Netflix says one of its shows will pull in 40 million viewers. John Landgraf, CEO, FX Networks says no way.
Now you know why third-party measurements of TV and video content are so important.
Netflix claims its “You” series, coming off of Lifetime, was tracking to be viewed by over 40 million member homes at the end of its first four weeks.
This from a tweet on January 17 (with an accompanying photo): “Joe isn't the only one watching: @YouNetflix is on track to be viewed by more than 40 million members in its first four weeks on Netflix!”
Landgraf, speaking at the Television Critics Association, said don’t believe it. It’s more like 8 million.
He says Netflix “does not follow the universally understood television metric, the one you and prior generations of reporters have been using through their whole careers, which is average audience.” Well, maybe he meant average minute audience.
Netflix hasn’t responded in kind. For example, that FX Network’s “American Horror Show” only has 500,000 viewers. Nielsen says its average minute audience was 2 million viewers last season.
Surely, there are ample complaints about panel-based TV measurement companies in an age of server-based TV platforms like Netflix. But we only have Netflix’s word here, and not much granular detail beyond that 40 million number.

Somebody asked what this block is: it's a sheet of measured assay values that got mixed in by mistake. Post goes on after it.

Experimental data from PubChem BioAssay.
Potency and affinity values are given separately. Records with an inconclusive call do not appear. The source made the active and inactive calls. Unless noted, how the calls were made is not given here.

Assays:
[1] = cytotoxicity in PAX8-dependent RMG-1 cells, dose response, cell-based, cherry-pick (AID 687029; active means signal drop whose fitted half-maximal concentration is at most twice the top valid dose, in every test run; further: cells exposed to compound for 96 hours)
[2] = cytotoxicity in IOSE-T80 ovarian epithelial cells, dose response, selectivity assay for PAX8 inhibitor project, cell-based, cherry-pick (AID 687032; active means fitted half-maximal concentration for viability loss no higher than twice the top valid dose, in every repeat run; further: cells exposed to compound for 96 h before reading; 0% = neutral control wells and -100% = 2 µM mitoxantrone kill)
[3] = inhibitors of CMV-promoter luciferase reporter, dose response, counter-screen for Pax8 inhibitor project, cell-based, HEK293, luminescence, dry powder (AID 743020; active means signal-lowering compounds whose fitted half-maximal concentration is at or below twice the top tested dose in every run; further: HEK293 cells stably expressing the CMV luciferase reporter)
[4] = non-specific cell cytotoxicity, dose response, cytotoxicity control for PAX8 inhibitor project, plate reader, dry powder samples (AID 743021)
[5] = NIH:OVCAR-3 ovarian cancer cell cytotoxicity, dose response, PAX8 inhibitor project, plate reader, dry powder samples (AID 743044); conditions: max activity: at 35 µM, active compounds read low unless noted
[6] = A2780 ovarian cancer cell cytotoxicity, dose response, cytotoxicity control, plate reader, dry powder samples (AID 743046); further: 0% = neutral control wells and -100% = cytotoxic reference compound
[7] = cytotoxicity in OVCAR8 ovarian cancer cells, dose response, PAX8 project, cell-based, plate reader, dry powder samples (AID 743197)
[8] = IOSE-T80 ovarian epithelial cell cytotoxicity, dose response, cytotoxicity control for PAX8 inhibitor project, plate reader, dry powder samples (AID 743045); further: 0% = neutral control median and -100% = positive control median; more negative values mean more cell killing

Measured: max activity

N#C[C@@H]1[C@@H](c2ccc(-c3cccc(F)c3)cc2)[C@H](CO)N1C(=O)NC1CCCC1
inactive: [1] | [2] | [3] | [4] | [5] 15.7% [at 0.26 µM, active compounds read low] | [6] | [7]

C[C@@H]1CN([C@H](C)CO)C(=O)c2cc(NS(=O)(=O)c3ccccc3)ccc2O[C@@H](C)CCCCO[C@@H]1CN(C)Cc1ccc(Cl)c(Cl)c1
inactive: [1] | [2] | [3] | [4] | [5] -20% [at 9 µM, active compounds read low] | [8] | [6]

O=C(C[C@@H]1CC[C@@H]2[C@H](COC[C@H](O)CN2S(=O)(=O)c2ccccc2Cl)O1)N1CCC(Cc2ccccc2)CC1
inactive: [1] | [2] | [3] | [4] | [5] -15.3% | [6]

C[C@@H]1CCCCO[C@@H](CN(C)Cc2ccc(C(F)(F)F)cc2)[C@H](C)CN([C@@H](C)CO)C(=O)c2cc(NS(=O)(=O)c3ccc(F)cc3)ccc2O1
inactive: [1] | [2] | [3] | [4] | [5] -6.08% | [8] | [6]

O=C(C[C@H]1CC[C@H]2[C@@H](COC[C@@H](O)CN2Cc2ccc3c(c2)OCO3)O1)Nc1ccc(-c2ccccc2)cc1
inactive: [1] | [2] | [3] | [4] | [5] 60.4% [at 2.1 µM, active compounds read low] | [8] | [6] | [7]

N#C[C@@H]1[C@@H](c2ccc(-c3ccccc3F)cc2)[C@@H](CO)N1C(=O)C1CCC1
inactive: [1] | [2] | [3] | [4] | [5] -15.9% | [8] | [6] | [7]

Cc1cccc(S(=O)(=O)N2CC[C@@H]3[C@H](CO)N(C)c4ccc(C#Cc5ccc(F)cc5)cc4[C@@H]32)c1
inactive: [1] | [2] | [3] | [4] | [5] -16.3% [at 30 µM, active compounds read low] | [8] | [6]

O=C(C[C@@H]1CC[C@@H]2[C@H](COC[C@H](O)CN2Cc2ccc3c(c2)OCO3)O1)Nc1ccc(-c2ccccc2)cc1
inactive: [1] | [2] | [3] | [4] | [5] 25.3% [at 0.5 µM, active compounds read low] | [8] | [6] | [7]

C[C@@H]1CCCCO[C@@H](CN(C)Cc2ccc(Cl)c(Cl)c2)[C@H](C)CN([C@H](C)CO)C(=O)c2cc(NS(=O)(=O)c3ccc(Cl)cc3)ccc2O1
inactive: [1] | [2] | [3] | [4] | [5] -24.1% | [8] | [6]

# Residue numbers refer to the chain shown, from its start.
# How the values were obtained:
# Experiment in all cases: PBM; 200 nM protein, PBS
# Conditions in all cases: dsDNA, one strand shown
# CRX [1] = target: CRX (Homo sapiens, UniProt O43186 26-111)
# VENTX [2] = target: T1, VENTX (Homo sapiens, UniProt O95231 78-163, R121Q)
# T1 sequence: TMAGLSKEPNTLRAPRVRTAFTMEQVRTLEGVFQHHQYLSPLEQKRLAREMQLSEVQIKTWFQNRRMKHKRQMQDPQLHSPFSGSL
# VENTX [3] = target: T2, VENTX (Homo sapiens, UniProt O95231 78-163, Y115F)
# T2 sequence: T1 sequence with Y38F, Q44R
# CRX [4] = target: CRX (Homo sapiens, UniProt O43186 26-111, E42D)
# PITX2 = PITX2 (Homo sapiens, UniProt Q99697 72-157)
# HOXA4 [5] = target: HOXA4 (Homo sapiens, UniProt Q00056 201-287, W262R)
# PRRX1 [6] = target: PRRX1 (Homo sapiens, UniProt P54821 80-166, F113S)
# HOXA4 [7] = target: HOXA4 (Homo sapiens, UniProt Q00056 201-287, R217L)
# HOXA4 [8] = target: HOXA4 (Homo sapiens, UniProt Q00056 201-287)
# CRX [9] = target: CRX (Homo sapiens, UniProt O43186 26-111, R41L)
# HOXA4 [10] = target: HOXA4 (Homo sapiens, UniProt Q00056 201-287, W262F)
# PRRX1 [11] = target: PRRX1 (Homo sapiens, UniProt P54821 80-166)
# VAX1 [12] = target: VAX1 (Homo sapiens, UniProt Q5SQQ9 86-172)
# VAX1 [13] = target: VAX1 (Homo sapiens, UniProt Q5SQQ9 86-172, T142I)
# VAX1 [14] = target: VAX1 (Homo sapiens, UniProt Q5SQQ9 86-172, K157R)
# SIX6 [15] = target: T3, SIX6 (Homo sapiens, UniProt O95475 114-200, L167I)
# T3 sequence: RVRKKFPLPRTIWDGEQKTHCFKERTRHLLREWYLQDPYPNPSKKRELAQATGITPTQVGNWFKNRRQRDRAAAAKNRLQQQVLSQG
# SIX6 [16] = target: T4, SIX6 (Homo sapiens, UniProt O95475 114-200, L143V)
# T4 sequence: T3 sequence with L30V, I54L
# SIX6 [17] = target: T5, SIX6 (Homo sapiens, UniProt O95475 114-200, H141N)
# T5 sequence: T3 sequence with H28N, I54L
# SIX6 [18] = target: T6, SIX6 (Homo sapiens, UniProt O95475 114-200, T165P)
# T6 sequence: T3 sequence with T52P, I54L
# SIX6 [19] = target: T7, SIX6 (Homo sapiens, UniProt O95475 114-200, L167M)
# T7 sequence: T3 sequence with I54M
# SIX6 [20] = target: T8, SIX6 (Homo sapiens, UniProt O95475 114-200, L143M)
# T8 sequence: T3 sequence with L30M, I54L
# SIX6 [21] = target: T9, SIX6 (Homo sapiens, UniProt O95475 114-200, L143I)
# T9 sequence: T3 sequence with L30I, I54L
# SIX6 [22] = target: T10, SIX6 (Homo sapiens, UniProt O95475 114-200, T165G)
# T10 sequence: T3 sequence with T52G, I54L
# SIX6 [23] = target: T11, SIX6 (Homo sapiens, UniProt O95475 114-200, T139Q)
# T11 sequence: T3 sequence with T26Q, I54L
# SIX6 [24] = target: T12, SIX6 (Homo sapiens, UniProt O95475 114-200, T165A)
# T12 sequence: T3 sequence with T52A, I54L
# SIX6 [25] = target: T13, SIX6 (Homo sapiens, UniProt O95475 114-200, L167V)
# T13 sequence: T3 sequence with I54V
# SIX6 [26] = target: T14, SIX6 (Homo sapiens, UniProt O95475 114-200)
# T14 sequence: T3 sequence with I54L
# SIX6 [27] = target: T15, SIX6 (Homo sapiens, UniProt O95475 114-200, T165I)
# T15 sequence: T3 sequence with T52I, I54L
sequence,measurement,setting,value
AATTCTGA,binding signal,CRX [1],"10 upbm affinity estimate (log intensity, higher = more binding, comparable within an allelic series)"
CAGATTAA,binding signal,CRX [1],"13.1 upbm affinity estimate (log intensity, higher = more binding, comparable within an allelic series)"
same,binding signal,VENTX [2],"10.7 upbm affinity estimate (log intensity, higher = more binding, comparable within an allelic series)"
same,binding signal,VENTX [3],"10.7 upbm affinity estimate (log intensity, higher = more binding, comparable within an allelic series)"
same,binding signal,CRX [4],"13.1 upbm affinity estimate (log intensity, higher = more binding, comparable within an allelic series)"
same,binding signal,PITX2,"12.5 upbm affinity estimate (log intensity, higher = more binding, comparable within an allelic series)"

This is why, whatever the process, there is a need, in addition to other first-party data, to have third-party metrics, whether panel-based, census-based or otherwise.
Netflix biggest argument against releasing much of its viewing details is that it doesn’t sell TV advertising -- which is how much of Nielsen’s data is used.
Despite Netflix's scant efforts, there’s no doubt big-time TV producers and studios would like to see any regular Netflix viewing data for programming, especially WarnerMedia, NBCUniversal or Walt Disney, which might sell content to the digital video platform.
For a long time, Netflix has been reluctant to release much of this viewing data, an effort to control future content negotiations.
You think things will get easier? Now we have Netflix moving to produce and controll its own original content, while traditional TV/movie studio companies ramp up direct-to-consumer digital efforts to compete.
Decades ago HBO, as a premium cable channel, was also reluctant to release viewing data. But it evolved, realizing the marketing potential to promote value to cable operators, satellite and telco providers -- and consumers.
That last part -- consumers -- will be what concerns Netflix. (So will Oscar and Emmy hardware.)
We realize still growing broadband (and future 5G) providers, coming from cable operators and telecommunications, are the future middlemen when it comes Netflix’s business efforts.
Will they ask -- or demand -- to see Netflix’ viewing metrics in deciding the value of the video service in the future?